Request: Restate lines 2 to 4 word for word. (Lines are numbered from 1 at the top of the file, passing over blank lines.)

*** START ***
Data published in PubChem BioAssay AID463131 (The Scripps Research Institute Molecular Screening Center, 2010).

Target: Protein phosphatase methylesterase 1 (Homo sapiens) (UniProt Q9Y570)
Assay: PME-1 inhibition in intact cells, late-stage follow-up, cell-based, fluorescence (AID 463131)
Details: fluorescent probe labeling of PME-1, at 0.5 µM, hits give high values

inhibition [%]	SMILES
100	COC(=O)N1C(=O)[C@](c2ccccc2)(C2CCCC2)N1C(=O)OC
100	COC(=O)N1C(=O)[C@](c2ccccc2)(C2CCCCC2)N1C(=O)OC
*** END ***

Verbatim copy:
Target: Protein phosphatase methylesterase 1 (Homo sapiens) (UniProt Q9Y570)
Assay: PME-1 inhibition in intact cells, late-stage follow-up, cell-based, fluorescence (AID 463131)
Details: fluorescent probe labeling of PME-1, at 0.5 µM, hits give high values